SANTA CLARA, Calif. -- Make no mistake, San Francisco 49ers defensive coordinator Robert Saleh sees and hears all. But if it doesn't have to do with the Niners' defense, Saleh doesn't care.
He is the architect of one of the league's best defenses, and his message never changes.
"You remind everybody, every day, no matter what: It's a life commitment to be able to stay focused day in and day out at the task at hand, to stay in the moment and not allow things to get too big for yourself just because it's a different set of circumstances," Saleh said. "The circumstances are always the same -- it's a championship game."
It's an approach Saleh has used his entire coaching career and is the foundation of a San Francisco defense that has fueled the team's 8-1 start. The unit ranks second in yards allowed per game and points allowed per game, first in sack rate and near the top of the league in nearly every meaningful statistical category. That has made him one of the NFL's hottest potential head-coaching candidates.
From hulking meme to head coach?
Saleh is well liked around the 49ers' facility. With his players, he's a talented storyteller who finds ways to share important life lessons and tie them back to football. With the media, he offers thoughtful responses in a soft-spoken way that makes him easily approachable.
When game day arrives, Saleh transforms.
During an Oct. 13 win against the Rams, Saleh was shown repeatedly on the sideline jumping up and down, yelling encouragement and celebrating big plays.
He quickly became an internet meme, with the gifs quickly making the rounds in the 49ers' facility, opening Saleh up to ribbing. The jokes continued at home.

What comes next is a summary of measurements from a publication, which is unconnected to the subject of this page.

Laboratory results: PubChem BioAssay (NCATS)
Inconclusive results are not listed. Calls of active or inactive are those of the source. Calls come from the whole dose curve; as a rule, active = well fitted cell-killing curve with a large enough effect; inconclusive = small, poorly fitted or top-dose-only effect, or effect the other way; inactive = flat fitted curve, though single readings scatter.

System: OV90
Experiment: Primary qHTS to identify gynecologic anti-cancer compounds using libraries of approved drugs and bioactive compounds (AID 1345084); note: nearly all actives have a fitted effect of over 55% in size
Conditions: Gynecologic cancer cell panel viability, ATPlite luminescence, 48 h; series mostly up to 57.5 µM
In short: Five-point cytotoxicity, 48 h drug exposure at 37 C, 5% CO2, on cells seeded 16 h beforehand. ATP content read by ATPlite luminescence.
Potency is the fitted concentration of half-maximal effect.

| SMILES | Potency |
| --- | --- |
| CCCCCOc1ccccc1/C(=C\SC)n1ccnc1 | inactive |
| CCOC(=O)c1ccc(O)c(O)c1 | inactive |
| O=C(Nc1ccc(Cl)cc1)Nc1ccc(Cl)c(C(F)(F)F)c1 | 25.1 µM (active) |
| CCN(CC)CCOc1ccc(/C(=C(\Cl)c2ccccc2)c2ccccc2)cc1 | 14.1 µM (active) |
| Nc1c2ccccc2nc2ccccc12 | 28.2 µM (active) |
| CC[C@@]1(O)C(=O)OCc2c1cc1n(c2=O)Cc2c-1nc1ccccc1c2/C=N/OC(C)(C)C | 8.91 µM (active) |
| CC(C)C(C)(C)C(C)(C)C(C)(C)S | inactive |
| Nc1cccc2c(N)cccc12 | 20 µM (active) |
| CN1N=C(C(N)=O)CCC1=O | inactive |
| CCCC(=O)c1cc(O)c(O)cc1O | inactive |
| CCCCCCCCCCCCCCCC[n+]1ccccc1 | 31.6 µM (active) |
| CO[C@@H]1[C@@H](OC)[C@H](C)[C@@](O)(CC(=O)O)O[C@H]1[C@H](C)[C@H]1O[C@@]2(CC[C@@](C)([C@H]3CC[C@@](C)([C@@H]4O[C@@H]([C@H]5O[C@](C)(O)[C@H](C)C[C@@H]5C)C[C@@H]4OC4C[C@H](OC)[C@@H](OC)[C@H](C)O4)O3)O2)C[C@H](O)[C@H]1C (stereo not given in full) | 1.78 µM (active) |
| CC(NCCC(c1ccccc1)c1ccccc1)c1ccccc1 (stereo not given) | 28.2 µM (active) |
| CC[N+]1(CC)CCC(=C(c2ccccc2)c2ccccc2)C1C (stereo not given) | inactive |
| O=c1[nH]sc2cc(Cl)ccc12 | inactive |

The tall, muscular Saleh admits that he occasionally "blacks out" on game days, cajoling and supporting his players as if he's one of them. His favorite message? Play with extreme violence, offering an interesting juxtaposition for a guy Shanahan sometimes calls "Gandhi."
"I think he knows how to coach defense," Shanahan said. "If you don’t stress extreme violence, it's tough to play football. He knows what it takes, but he just wears a bracelet on it -- it's not like it's tatted on his face or anything. He's a nice guy, but he's a very good coach who knows how to get the most out of his players."
In an alternate world, Saleh's days would be spent in an office, analyzing numbers instead of game film. He graduated from Northern Michigan with a degree in finance after four years of playing tight end. Upon graduation, Saleh took a job at Comerica Bank in the Detroit area.
That didn't last long. Saleh took a job as a Michigan State assistant in 2002 and hasn't looked back. Along the way, he has accumulated the right combination of X's and O's and life experiences to make him a hot name in coaching circles.
"He got recommended from somebody to us," Carroll said. "And he had been a really well-respected quality control guy at the time from Houston. And we interviewed him and really liked him and we’re fortunate to get him. ... There was no question that Robert was going to really be a good ball coach and can be a leader of the defense and all that from the start."